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Studies and Findings on the Effects of Humor on Health
Much has been said on laughter being the best medicine; but can humor really help you improve your health?
Beyond the obvious “feel-good” properties of amusement and laughter that humor can have on a person’s psychological health, humor has demonstrated physiological benefits as well. In the 13th century, Doctor Henri de Mondeville believed his patients recovered faster after surgery with a good dose of humor. In the 1903, psychologist William McDougall stated that laughter stimulated the cardiac and respiratory systems.
Today, the scientific study of laughter has expanded into its own field of research, called “gelotology,” from the Greek word gelos, meaning “laughter.” In the 1930s during the field’s first scientific humor research studies, it was found that the initial effect of laughter is stimulatory. Laughter increases pulse and respiratory rates, then provides relaxation as it subsides. In the 1960s, Dr. William Fry found that laughter resulted in increased ventilation, muscle activity, minute volume, and forceful exhalation that could mobilize secretions.
After the 1960s, more research was conducted on the “mind-body connection”: how our mental state significantly affects our physical health and well-being. From this, the field of psychoneuroimmunology (PNI) study emerged. Evidence gathered from these studies proved that a mind-body connection exists, and that the mind and body communicate with one another through a bidirectional flow of hormones, cytokines, and neuropeptides. This bidirectional communication indicates that mood, thoughts, emotions, and beliefs truly impact a person’s health and well-being.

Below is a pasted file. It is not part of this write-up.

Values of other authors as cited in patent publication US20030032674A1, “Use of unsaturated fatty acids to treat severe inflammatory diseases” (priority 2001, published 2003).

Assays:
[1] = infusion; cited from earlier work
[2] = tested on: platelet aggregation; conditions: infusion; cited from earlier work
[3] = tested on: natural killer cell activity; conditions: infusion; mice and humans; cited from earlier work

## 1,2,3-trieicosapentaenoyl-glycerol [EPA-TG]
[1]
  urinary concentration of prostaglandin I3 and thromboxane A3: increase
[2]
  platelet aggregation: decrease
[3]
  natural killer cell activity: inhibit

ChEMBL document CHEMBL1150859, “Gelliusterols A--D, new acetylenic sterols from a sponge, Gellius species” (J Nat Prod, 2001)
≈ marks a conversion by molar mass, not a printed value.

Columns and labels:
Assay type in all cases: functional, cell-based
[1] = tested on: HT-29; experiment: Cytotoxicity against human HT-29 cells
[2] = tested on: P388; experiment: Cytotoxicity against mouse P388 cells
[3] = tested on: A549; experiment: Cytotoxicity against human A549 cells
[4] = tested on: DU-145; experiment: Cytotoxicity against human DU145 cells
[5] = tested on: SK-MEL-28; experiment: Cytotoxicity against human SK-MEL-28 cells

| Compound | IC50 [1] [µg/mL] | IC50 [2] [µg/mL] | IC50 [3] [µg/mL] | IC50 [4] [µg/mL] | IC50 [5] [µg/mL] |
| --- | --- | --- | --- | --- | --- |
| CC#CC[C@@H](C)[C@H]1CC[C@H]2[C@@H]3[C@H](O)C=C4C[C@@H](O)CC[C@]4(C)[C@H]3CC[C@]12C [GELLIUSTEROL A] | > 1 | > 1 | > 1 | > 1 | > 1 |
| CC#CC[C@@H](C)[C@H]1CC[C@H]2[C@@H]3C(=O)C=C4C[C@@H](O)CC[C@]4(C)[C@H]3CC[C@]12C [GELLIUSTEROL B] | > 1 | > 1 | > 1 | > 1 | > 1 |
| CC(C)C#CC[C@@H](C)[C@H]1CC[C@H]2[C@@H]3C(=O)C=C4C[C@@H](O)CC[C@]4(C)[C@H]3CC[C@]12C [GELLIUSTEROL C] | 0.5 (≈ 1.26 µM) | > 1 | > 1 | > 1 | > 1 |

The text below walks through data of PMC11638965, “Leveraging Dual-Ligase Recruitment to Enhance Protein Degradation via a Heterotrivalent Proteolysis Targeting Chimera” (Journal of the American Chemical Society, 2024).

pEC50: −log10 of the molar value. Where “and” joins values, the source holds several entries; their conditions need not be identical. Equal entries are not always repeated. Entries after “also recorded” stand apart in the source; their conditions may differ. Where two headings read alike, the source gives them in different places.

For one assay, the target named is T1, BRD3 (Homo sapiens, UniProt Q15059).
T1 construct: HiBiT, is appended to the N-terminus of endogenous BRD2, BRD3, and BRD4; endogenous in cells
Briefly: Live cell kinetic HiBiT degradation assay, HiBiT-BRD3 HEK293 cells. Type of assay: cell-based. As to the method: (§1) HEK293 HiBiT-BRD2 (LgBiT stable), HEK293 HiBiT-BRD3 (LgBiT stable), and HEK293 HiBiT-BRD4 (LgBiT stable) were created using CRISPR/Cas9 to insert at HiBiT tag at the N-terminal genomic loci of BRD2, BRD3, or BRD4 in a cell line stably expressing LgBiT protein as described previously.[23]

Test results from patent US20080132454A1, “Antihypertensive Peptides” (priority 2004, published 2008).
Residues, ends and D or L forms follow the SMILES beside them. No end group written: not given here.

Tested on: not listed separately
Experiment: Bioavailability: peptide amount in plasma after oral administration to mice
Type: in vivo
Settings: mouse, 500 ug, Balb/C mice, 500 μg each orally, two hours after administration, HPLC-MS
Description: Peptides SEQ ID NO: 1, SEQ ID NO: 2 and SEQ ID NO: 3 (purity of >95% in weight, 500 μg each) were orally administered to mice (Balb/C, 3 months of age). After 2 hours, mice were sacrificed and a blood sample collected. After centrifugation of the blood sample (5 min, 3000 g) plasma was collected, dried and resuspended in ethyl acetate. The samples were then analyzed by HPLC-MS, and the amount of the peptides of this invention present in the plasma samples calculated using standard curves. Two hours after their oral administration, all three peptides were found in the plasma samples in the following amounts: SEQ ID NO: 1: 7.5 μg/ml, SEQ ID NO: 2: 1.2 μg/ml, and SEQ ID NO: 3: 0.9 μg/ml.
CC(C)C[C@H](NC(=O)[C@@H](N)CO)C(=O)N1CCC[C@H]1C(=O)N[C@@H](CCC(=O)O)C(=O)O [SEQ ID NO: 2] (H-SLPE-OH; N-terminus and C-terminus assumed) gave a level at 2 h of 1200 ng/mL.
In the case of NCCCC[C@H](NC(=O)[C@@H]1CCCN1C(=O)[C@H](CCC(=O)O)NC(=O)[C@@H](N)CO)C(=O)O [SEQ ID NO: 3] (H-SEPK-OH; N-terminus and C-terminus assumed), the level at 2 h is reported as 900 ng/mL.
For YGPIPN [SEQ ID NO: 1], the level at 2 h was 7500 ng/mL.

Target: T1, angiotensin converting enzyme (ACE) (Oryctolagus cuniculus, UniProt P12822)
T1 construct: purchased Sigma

PNI research has led to the modern breakthroughs on the impact of stress on health. Stressful events cause a person’s nervous system to prepare for “fight or flight”: when faced with acute physical or emotional stress, the adrenal gland increases cortisol secretion, and heart rate, blood pressure, and appetite increase. The stress of a threat, whether real or perceived, activates the general adaptation syndrome (GAS), which then activates the hypothalamus-pituitary-adrenal (HPA) group to release adrenocorticotropic hormone (ACTH), leading to greater cortisol secretion and its subsequent effects.
Once upon a time, this “fight or flight” stress response helped humans adapt to life as being both predator and prey. For modern, industrialized man, however, it hurts more than helps. The constant emotional stress from hectic schedules and balancing work, home, family, and personal pressures causes overstimulation of the HPA group, leading to excessive cortisol levels that can suppress the immune system and make the body more susceptible to infection and disease.
Fortunately, you can combat the immunosuppression effects of stress with a simple dose of humor. Research indicates that humor and laughter increase the levels of immunoglobin IgA, IgG, IgM, killer T cells, and natural killer (NK) cells in the body. Studies conducted in 1989 and 1993 showed that laughter helped to increase levels of IgG, IgA, and IgM up to 24 hours afterwards, increased NK cell activity, and increased gamma interferon. At the same time, cortisol secretion decreased.
For myocardial infarctions (MI), patients who viewed self-selected humorous videos as an adjunct to standard cardiac therapy showed fewer episodes of arrhythmia, lower blood pressure, lower urinary and plasma catecholamines, less need for beta blockers and nitroglycerin, and lower incidence of recurrent MI than a control group that didn’t use humor. Laughter had the effect of dilating blood vessels and increasing blood flow. One doctor found that one minute of hearty laughter even brought is heart rate up to the same level as 10 minutes of rowing on his home rowing machine!
As research continues to uncover more physiological benefits to laughter, one thing us clear: laughter really is one of the best (and cheapest!) medicines.